He is set up for another great season with Rodgers at the helm.
Dez Bryant: Bryant was consistent last season, but not in the way you want. He never topped 100 yards in any game, but did get into the end zone nine times.
The good news is that his touchdown rate, though very good at seven receptions per touchdown, remained consistent from the previous year's. So he seems to be adept at getting into the end zone, but just needs more receptions.
Unfortunately, his reception problem looks to be his fault more than the coaches' or Tony Romo's. It seems his focus and work ethic hasn't been up to par. Laurent Robinson's departure could help him fill some of that touchdown void, but we are taking a leap of faith that he will up his game to his potential.
I, for one, am going to take the leap. He's shown the ability, and I would rather take a player with potential than a player who has already reached his ceiling.
Victor Cruz: Cruz came onto the scene in a big way. It looked like the Giants really wanted Mario Manningham to step up, but he had injury trouble and Cruz simply outplayed him. Cruz's touchdown rate was a solid 9.2, but not so great that it would inevitably sky-rocket.
His main competition for targets, Hakeem Nicks, had similar target numbers, but his catch rate was 57 percent compared to Cruz's 62 percent. His touchdown rate was also slightly worse at 10.2.
But these numbers could easily move back into Nicks' favor with just a little more attention paid to Cruz by the defense, in which case Nicks could get his catch rate back up to 62 percent, which it was in 2010.
All in all, I like Cruz a lot. He's going to get plenty of targets, and we've seen what he can do with them. It will be a bit of a balancing act trying to predict who will come out statistically on top week to week between him and Hicks, but in the end, they will both be top fantasy receivers.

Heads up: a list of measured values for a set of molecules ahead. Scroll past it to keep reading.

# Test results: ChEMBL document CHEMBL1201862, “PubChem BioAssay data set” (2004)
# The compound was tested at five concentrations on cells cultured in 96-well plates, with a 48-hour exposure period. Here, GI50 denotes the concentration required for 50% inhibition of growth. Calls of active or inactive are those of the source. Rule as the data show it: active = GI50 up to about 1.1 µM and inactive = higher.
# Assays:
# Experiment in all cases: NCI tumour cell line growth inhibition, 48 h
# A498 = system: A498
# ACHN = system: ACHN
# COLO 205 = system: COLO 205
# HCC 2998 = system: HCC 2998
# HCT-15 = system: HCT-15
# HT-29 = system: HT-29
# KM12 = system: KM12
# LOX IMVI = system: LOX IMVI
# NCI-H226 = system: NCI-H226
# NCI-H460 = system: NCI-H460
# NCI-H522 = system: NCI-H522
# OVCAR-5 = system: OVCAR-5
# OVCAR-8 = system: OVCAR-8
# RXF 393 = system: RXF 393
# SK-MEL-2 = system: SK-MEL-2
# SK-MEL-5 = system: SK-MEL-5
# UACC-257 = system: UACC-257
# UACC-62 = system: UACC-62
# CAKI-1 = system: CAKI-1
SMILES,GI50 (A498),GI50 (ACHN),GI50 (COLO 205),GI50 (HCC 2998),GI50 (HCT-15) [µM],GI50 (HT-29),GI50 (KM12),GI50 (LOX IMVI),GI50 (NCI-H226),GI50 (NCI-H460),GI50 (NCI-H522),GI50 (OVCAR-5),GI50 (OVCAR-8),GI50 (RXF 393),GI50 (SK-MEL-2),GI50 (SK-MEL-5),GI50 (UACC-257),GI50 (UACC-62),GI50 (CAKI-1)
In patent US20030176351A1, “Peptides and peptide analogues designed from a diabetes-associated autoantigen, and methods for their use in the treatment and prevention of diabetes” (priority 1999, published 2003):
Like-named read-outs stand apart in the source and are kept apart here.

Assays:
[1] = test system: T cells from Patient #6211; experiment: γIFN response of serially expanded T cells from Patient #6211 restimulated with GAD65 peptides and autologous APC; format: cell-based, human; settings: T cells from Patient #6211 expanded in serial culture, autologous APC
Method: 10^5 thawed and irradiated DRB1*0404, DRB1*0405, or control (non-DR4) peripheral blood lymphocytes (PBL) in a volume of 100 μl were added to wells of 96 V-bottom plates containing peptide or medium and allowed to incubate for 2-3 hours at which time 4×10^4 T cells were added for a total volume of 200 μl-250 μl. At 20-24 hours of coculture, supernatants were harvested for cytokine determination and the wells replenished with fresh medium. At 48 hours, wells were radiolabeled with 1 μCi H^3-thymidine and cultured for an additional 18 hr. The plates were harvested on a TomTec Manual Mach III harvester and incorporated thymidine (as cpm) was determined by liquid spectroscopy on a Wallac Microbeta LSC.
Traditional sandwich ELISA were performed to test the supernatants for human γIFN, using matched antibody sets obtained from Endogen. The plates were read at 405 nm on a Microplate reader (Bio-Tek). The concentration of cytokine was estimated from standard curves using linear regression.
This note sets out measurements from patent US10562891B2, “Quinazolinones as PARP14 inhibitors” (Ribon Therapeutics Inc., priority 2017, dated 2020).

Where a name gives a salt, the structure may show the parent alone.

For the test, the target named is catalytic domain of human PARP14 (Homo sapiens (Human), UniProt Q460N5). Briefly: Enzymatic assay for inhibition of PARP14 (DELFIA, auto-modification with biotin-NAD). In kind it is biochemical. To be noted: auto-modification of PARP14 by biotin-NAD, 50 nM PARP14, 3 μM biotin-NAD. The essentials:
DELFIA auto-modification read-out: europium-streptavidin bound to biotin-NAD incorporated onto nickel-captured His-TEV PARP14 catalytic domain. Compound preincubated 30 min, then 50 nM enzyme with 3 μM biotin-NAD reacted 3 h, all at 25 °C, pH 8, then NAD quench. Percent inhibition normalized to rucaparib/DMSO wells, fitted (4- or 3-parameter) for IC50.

Vincent Jackson: This will be Vincent Jackson's first season without Philip Rivers. That leaves a lot of unknowns that won't become knowns until after we draft our fake teams.
His new team, the Tampa Bay Buccaneers, also have a new coach in Greg Schiano, who, as the Rutgers head coach, ran the ball much more than he threw the ball. Does this mean he will do the same in Tampa Bay?
They also hired the New York Giants' quarterbacks coach, Mike Sullivan, to be their offensive coordinator. Eli Manning threw the ball 589 times, the fourth most in the league in 2010, and they went on to win the Super Bowl.
To add to the changes, the Bucs also drafted a new running back who should help in the receiving game, unlike LeGarrette Blount.
So, now it's all clear as mud. It seems that Tampa Bay will most likely need to throw the ball, at the very least, to come from behind. Last season, they gave up over 30 points per game, and both the Carolina Panthers and Atlanta Falcons look poised to improve, while the New Orleans Saints will once again score at will.
That brings us back to Vincent Jackson. Josh Freeman is still a very young 24 years old and coming into his third season after a sophomore slump. He has a new receiving running back and a new deep threat in Jackson.
They will be playing from behind, and no matter how much their coach might want to pound the ball and play great defense, the games most likely won't allow that. Jackson will have trouble with all the changes, no doubt, but to say he is going to fall off a cliff is too drastic.
As far as his value goes in fantasy, it will depend on where you can get him. I've seen him going in the fifth round, which is decent, but I would feel happier if I could squeak him into the sixth.
All of these players will face an uphill battle if they want to return to their 2010 form. The obstacles are many, and most will pop up after we draft our fantasy teams. So good luck in choosing.